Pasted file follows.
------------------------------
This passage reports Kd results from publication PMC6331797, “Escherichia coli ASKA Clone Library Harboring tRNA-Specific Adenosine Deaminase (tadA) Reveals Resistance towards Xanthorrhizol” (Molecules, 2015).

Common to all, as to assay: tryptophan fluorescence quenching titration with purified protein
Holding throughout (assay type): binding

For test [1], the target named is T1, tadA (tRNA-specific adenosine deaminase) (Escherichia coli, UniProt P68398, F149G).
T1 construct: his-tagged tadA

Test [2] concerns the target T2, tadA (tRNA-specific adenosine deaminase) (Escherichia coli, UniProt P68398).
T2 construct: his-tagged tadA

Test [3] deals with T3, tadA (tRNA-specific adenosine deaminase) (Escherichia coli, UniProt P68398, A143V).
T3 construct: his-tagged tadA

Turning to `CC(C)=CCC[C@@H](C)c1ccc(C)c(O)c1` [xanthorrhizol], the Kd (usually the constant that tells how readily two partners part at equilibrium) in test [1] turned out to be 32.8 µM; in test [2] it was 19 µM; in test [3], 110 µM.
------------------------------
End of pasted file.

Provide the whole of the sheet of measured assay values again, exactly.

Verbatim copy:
This passage reports Kd results from publication PMC6331797, “Escherichia coli ASKA Clone Library Harboring tRNA-Specific Adenosine Deaminase (tadA) Reveals Resistance towards Xanthorrhizol” (Molecules, 2015).

Common to all, as to assay: tryptophan fluorescence quenching titration with purified protein
Holding throughout (assay type): binding

For test [1], the target named is T1, tadA (tRNA-specific adenosine deaminase) (Escherichia coli, UniProt P68398, F149G).
T1 construct: his-tagged tadA

Test [2] concerns the target T2, tadA (tRNA-specific adenosine deaminase) (Escherichia coli, UniProt P68398).
T2 construct: his-tagged tadA

Test [3] deals with T3, tadA (tRNA-specific adenosine deaminase) (Escherichia coli, UniProt P68398, A143V).
T3 construct: his-tagged tadA

Turning to `CC(C)=CCC[C@@H](C)c1ccc(C)c(O)c1` [xanthorrhizol], the Kd (usually the constant that tells how readily two partners part at equilibrium) in test [1] turned out to be 32.8 µM; in test [2] it was 19 µM; in test [3], 110 µM.